As part of my EVS project, I work at an international school department, along with three English colleagues and two other volunteers. Together we prepare various school events and organize foreign internships for pupils, but above all we work on Erasmus + projects focused on non-formal education, assistance and support of young people with poor experience in traditional education and developing their skills.

For example, we are currently creating digital escape rooms to develop young people's entrepreneurial and civic skills. As you can see, this work is quite challenging for creativity, but so far our team has managed to crack every nut!

Most of all, I am learning with the pupils I work with almost every day. I spend the most of my time teaching English and helping with lessons in a special curriculum attended by a group of 15-17 years old migrant and refugee families from Turkey, Syria, Saudi Arabia, Sri Lanka and Georgia.

We can hardly imagine what difficulties young people with such a personal history must cross every day. From adapting themselves to a foreign culture, small things, such as the (supposedly terrible) local cuisine (which is a popular complaint for teenagers). Not to mention the new school system, rules and foreign language that is the gateway to all areas of their new life. We Europeans often say how difficult it is to learn to speak German or French, but have you ever tried Arabic? When I see how many struggles the students have with the Latin alphabet or numbers, I realize what admiration they deserve.

Some students don’t have too much passion for school, others have a clear idea of what they want to study at university. And what is often forgotten is that, first and foremost, they are teenagers like everyone else - both diligent and lazy, those who disturb and are in the center of attention, alongside the quiet, hardworking students longing for the career of successful football players or doctors, they just want to be treated like everyone else.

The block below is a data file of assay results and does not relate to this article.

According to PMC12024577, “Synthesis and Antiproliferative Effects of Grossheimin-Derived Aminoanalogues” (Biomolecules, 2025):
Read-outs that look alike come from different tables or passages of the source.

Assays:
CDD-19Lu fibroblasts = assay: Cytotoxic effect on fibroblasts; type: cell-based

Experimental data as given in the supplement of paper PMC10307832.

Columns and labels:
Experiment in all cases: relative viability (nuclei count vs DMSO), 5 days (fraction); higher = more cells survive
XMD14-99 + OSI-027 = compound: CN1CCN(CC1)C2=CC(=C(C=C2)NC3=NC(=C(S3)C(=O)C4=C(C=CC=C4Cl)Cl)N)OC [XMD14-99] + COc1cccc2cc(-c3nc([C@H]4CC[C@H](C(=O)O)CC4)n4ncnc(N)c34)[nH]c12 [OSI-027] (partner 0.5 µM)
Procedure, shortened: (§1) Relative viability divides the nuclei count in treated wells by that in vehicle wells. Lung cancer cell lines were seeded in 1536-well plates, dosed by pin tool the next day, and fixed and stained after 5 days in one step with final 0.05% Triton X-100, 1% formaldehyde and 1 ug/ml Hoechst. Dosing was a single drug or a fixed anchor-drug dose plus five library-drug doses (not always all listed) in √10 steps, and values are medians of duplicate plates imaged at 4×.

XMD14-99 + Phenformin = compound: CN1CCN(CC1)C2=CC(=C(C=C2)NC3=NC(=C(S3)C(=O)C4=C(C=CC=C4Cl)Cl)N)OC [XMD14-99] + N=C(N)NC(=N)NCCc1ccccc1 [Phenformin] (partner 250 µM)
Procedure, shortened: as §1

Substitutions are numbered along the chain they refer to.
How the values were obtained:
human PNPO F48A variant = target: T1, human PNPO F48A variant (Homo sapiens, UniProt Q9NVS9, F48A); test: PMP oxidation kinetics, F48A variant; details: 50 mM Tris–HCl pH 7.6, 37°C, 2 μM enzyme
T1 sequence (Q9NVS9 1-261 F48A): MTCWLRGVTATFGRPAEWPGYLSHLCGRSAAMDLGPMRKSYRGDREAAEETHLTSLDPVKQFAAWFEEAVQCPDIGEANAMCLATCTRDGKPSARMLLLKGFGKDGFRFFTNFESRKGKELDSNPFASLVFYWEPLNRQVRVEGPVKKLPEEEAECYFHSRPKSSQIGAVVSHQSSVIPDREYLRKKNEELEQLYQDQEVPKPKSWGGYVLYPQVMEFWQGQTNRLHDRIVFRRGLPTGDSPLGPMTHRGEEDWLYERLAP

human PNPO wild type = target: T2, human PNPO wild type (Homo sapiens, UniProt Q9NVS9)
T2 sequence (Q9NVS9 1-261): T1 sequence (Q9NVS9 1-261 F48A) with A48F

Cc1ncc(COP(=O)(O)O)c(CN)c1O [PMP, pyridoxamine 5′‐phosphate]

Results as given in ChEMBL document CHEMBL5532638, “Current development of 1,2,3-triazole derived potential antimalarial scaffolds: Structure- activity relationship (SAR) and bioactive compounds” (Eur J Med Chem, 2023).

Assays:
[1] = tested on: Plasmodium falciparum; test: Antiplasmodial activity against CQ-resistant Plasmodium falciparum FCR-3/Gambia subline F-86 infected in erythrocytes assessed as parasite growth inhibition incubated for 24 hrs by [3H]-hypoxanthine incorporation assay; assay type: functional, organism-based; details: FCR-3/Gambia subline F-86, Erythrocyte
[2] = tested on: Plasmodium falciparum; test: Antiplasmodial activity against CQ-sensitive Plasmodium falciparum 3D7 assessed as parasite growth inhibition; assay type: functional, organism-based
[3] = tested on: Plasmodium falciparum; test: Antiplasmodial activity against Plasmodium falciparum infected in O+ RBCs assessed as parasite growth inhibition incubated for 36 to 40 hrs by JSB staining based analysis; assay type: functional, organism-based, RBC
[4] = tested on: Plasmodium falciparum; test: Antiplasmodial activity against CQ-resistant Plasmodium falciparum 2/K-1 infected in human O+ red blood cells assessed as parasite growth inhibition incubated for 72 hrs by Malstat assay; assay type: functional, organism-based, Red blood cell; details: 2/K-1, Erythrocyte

It looks similar but yet quite different in the adult classes at the local community center where I also participate. Three times a week they meet the whole world from East Africa to India - newcomers of different ages, origins and English levels. Some of them are quite successful in "singing", others are just pulling up the letters when writing, which is mainly for older pupils accustomed to Arabic chore.

I have several years of experience in teaching English, but I still find it difficult to learn the basics. Perhaps it doesn’t seem to be, but only the pronunciation of separate sounds in English compared to whole words is a mystery that cannot be easily explained to foreigners. That is why these situations are completely new to me and I always learn a lot when I find out how to do it, and I invent the methods and aids that they can use.

Most of all I’m always surprised about the gratitude and kindness witch the adult students always give me during the one-hour lesson when I help them or correct a word they’re working on with. I see how thankful they are when they have this opportunity to learn and I’m looking forward seeing their small achievements.

It is quite challenging sometimes, but it is undoubtedly a life experience that has changed my view of many things and is worth it! In addition, I am beginning to review Muslim holidays, Hindu rituals, Middle Eastern traditional clothing, Kurdish pop music, national dishes, Arabic words, weather in Eritrea and climate change in Kuwait. That is why I am very grateful for this experience - where else would I know all this, if not on the European Voluntary Service?










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